Archive for the ‘Neil Burger’ Category

American Take on a French Tale

The Upside

Director: Neil Burger

Cast: Bryan Cranston, Nicole Kidman, Kevin Hart, Tate Donovan, Julianna Margulies, Golshifteh Farahani, Aja Naomi King

Limitless director Neil Burger gives an American spin on the remake of the superb 2011 French film The Intouchables starring Omar Sy and Francois Cluzet about a billionaire quadriplegic striking up an unlikely bond and friendship with his down and out carer.

This time the parts are played by Oscar nominee Bryan Cranston (Trumbo) and comedic actor Kevin Hart as Dell Scott the paroled carer who gets the unlikely position of becoming a full time male nurse to art collector and writer Philip Lacasse wonderfully played by Cranston in The Upside.

The Upside aims to make audiences feel all warm and fuzzy, about the underlying compassion which should be instinctive in human nature. In this respect, The Upside is a perfectly well-directed American Take on a French Tale.

Oscar winner Nicole Kidman (The Hours) plays the Harvard educated Yvonne who is Lacasse’s personal sectary who is initially aghast at her employer’s decision to hire the rough around the edges Dell Scott who is desperate to earn some cash to redeem himself in the eyes of his ex-wife Latrice played by Aja Naomi King.

While The Upside doesn’t quite capture the quirky relationship between Billionaire and poverty stricken carer as it did in the original French film The Intouchables, there are some funny moments particularly played by Kevin Hart who does not usually play serious roles.

The Good Wife’s Julianna Margulies (Snakes on a Plane) makes a cinematic appearance as Lily an epistolary flame that Philip has been dutifully corresponding with.

Tate Donovan appears as the snobbish Manhattan neighbour Carter and Iranian actress Golshifteh Farahani plays the practical physiotherapist Maggie who expertly advises Dell on how to insert a catheter and generally care for the wheelchair bound angst ridden Lacasse.

Cranston holds the film together, acting mostly with his expressive eyes.

Viewers that have not seen the original French film will enjoy this light hearted comedic drama, but those that saw The Intouchables will feel that The Upside doesn’t possess that emotional gravitas which was central to the French version. In any events, The Upside is a light hearted look at the complexity of unique human relationships and will be sure to find a suitable audience.

Recommended viewing, The Upside gets a film rating of 6.5 out of 10.

Success is a Loan Shark

Limitless

With innovative direction by Neil Burger who brought the stunning period drama The Illusionist to the screen in 2006, Limitless stars Bradley Cooper as an aimless writer in New York City battling to complete a novel, landing up more at the Bar than at his publishers. Through a dodgy encounter with a shady brother-in-law, Ed Morra (Cooper) discovers the drug NZT which unlocks the potential of the human brain allowing a person to operate with all synapses connected and being fully in control with a super stimulated and alert state of mind, unlocking memories, abilities and hidden talents. Soon Morra in his quest for personal wealth transforms into a stock market trader being wooed by big investors and also chased by a shady Russian loan shark.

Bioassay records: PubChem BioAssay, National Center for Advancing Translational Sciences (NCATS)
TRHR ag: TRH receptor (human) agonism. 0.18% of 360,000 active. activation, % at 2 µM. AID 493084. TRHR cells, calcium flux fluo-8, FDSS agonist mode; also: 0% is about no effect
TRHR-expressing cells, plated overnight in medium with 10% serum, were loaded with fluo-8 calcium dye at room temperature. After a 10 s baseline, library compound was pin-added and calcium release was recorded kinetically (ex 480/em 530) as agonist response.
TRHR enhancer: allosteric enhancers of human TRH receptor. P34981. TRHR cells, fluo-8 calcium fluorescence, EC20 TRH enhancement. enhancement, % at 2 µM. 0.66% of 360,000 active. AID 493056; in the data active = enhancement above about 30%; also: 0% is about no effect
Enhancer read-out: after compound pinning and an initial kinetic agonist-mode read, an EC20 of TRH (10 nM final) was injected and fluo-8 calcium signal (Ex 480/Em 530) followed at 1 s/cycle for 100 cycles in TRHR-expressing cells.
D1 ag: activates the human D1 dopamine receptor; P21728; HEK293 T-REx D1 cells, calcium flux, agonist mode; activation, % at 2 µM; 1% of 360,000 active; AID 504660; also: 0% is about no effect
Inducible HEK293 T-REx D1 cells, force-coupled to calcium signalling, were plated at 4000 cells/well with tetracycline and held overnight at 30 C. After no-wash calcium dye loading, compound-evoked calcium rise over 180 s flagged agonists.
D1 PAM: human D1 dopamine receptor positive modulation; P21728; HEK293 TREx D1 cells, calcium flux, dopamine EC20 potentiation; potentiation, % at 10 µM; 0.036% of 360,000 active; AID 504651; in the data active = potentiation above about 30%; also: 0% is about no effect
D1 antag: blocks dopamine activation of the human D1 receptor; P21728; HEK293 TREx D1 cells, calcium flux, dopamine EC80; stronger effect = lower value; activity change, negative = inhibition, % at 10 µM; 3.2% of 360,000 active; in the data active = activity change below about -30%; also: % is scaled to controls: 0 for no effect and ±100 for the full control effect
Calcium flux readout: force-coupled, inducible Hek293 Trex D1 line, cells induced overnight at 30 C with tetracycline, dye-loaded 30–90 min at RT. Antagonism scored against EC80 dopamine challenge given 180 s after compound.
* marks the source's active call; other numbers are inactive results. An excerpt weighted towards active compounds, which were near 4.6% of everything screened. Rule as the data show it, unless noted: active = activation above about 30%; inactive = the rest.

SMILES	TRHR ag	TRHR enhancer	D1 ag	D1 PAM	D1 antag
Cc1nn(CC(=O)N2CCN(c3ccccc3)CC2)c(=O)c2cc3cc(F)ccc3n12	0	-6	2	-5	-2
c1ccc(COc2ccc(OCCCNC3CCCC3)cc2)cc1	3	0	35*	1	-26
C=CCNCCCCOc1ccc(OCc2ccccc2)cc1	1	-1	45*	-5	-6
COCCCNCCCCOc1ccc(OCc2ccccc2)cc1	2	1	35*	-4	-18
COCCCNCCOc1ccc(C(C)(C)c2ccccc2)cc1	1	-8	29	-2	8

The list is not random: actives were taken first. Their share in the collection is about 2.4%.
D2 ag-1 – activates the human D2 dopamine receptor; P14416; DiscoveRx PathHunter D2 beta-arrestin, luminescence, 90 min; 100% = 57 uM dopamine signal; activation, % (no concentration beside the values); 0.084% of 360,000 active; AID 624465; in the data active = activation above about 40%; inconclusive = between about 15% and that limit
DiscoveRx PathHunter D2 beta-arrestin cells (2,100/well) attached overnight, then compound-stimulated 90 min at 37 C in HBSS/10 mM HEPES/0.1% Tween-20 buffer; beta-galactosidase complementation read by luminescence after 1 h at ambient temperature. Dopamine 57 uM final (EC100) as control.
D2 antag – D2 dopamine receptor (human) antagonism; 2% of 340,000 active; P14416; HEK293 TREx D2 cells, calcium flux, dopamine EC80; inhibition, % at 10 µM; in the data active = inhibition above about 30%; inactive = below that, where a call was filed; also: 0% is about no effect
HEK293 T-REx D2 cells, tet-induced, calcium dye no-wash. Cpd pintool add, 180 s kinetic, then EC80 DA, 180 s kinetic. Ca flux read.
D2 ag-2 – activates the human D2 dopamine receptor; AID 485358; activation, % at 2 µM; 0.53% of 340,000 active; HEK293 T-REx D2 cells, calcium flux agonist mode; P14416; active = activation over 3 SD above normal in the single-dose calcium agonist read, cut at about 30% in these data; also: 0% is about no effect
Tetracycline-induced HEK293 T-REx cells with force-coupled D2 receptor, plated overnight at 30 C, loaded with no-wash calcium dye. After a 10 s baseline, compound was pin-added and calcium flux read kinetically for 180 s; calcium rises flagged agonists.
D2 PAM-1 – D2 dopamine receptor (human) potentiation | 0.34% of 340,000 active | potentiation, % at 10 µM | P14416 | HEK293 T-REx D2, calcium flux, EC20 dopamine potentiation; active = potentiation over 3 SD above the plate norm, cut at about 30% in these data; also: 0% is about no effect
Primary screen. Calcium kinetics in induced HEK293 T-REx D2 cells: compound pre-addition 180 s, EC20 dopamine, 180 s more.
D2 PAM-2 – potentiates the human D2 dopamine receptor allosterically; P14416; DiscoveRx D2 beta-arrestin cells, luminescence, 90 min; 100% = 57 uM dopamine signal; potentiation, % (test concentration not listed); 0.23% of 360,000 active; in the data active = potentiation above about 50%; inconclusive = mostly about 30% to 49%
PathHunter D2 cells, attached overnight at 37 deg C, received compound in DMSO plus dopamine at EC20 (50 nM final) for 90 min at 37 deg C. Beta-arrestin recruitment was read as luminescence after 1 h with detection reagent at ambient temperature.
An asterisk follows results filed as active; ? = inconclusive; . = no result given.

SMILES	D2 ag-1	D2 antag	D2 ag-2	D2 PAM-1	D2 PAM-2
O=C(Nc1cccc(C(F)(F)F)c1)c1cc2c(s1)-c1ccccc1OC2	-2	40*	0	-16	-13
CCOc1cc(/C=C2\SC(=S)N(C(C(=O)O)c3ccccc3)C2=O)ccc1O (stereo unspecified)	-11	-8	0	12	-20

Morra played with humility and helped by Cooper’s vulnerable, yet starling blue eyes, is a departure for the actor who was in danger of being stuck in romantic comedy hell. Having instant fame from such hit films as The Hangover and The A-Team, Bradley Cooper holds his own as a flawed hero in Limitless a psychological thriller on the efforts men go to achieve success and power, wealth and wisdom at whatever cost. Unlike Edward Zwick’s raunchy comedy Love and Other Drugs which used sex and nudity to stay clear of the dangers of pharmaceutical medication, Limitless plunges into the murky world of drug addiction, of balancing a mind-unleashing drugs with the after effects of chemicals that can serious alter ones personality and if used correctly one’s path to success. Limitless does not shy away from the notion that all successful and brilliant men, whatever field they achieve their fame, there has been a secret reliance on that all powerful magic pill for success turning mere dreams and ideas into a prominent career and recognition.

Morra shows the effects of the brain boosting drug and the dangers of over reliance on that form of stimulus to achieve a person’s goals. Limitless is an ambivalent take on what drives men to success. Is it their ability to rise above average mediocrity or their reliance on an external booster to achieve fame, fortune and financial superiority in a cut-throat free-market economy, as competitive as that signified by 21st century commercial America and a relentless puritan work ethic?

Limitless is set on the edges of Wall Street, and with a menacing and megalomaniacal performance by Robert de Niro as the financial investor Carl van Loon, Morra is soon drawn into his world of greed, absolute power and a morally devoid fight for survival. Whether Morra transcends van Loon’s world to make his own individual mark on a power hungry society without the aid of questionable narcotics is left up to the audience to ultimately decide. However, the character journey of Morra from a loser unpublished writer, explaining his narrative to bar flys’ in a hazy Manhattan bar at the film’s opening to the confident wealthy and politically ambitious man at the end of the film is remarkable, violent and ethically questionable. If viewers enjoyed The Game, Bad Influence and Wall Street, the original, then Limitless is a film to watch. Lastly as drugs or alcohol is addictive, Limitless shows that the desire for success and wealth in a competitive environment is equally alluring.

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